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 Open Access
Relationtheoretic coincidence and common fixed point results under \((F,\mathcal{R})_{g}\)contractions with an application
 Waleed M. Alfaqih^{1, 2}Email author,
 Mohammad Imdad^{2},
 Rqeeb Gubran^{3} and
 Idrees A. Khan^{4}
https://doi.org/10.1186/s1366301906627
© The Author(s) 2019
 Received: 23 January 2019
 Accepted: 28 May 2019
 Published: 1 July 2019
Abstract
In this paper, we begin with some observations on Fcontractions. Thereafter, we introduce the notion of \((F,\mathcal{R})_{g}\)contractions and utilize the same to prove some coincidence and common fixed point results in the setting of metric spaces endowed with binary relations. An example is also given to exhibit the utility of our results. We also deduce some consequences in the setting of ordered metric spaces. As an application, we investigate the existence and uniqueness of a solution of integral equation of Volterra type.
Keywords
 Fixed point
 Fcontraction
 Coincidence point
 Common fixed point
 Binary relation
 Integral equation
MSC
 47H10
 54E50
 47H09
 54H25
1 Introduction and preliminaries
The celebrated principle, namely Banach contraction principle, is one of the pivotal results of nonlinear analysis. It establishes that, given a complete metric space \((M,d)\) and a selfmapping T on M, if there exists \(h\in (0,1)\) such that \(d(Tx,Ty)\leq hd(x,y)\) for all \(x,y\in M\), then T has a unique fixed point z in M. Moreover, \(\lim_{n\to \infty }T^{n}x=z\) for all \(x\in M\), where \(T^{n}\) (\(n \geq 1\)) is the ntimes composition of T. This principle is a very popular tool for guaranteeing the existence and uniqueness of solutions for considerable problems arising in several branches of mathematics. Banach contraction has been extended and generalized in many directions (see [16, 18, 20, 23, 25, 28, 31, 36, 37] and the references therein). In this respect, Ran and Reurings [31] and Nieto and Rodriguez–Lopez [25, 26] extended the Banach contraction principle in a very interesting way by showing that if the metric space is endowed with an ordered binary relation, then it is enough to assume that the contraction condition holds only for those comparable elements. Recently, this branch of fixed point theory has been developed through many research works (e.g., Bhaskar and Lakshmikantham [5], BenElMechaiekh [4], Samet and Turinici [33], and Imdad et al. [3, 11, 13–15, 19, 24]). Here it can be pointed out that the first result concerning coincidence point was reported in Machuca [22], which was further improved by Goebel [10], while Jungck [17] proved the first ever common fixed point theorem in 1976.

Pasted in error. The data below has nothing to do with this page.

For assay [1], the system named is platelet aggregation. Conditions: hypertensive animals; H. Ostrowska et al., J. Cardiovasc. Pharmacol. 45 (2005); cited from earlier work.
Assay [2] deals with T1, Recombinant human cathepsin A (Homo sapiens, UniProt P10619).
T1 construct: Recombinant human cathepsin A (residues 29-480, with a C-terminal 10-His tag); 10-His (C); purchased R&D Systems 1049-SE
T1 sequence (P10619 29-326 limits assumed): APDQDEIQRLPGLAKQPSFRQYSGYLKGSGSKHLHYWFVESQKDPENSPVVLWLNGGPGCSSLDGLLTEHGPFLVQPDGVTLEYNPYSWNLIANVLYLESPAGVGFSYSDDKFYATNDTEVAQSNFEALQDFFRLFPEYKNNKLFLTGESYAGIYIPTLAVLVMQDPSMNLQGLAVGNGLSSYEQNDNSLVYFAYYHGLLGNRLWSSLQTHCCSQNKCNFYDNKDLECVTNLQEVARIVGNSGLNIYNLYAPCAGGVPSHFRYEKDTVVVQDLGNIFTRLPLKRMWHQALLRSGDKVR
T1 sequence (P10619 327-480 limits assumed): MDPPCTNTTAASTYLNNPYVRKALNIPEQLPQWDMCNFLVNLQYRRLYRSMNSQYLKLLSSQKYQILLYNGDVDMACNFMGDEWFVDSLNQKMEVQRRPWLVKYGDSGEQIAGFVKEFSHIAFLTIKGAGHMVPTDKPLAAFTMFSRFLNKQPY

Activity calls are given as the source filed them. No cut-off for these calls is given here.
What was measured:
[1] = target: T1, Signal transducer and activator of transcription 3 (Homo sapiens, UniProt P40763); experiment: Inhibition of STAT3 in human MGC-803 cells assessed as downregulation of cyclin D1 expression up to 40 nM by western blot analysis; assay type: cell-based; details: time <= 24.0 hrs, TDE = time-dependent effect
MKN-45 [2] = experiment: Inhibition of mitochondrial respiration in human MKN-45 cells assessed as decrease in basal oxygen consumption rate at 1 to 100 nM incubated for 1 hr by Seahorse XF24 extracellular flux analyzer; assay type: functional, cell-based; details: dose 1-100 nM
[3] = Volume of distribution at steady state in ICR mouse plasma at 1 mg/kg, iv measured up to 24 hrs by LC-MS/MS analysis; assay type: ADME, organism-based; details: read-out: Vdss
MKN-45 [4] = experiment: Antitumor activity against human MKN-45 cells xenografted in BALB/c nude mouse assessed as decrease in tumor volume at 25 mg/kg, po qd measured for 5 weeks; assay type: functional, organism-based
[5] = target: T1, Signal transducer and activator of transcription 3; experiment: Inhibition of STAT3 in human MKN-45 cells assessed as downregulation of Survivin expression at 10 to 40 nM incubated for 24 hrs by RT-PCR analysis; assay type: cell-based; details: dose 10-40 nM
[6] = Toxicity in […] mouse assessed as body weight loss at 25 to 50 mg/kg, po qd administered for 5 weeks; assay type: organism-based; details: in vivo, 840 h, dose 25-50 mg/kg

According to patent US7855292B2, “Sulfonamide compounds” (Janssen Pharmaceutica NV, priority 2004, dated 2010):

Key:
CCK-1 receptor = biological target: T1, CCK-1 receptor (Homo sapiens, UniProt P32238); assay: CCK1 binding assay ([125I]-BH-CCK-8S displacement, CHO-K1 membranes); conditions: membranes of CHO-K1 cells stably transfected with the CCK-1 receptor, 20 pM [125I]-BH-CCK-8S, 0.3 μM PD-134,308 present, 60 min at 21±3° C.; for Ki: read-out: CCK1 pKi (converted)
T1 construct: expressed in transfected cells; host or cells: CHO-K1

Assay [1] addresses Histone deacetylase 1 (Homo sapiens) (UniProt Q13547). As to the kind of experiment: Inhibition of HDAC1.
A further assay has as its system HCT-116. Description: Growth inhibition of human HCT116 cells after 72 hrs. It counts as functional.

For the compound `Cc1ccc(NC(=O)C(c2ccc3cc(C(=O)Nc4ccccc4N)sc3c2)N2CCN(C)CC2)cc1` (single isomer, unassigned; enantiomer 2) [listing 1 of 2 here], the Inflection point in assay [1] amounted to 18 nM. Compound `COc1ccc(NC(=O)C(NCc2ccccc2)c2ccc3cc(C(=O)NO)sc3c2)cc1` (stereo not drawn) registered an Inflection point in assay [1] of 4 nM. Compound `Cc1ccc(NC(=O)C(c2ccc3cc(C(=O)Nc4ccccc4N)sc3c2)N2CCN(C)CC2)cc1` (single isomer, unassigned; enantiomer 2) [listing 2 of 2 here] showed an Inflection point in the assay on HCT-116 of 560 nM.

On the other hand, several authors, such as Boyd and Wong [6], Browder [7], Wardowski [37], Jleli and Samet [16], and several others, generalized the Banach contraction principle by employing various types of control functions. In this regard, Wardowski [37] in 2012 introduced the notion of Fcontractions as follows.
Definition 1.1
([37])
 (\(F_{1}\)):

F is strictly increasing;
 (\(F_{2}\)):

For every sequence \(\{\beta _{n}\}\subset (0,\infty )\),$$ \lim_{n\to \infty }\beta _{n}=0 \quad \textit{if and only if } \lim_{n\to \infty }F(\beta _{n})=\infty ; $$
 (\(F_{3}\)):

There exists \(k\in (0,1)\) such that \(\lim_{\beta \to 0^{+}}\beta ^{k}F(\beta )=0\).
Example 1.1
 (i)
\(F(\beta )=\ln \beta \);
 (ii)
\(F(\beta )=\beta \frac{1}{\beta } \);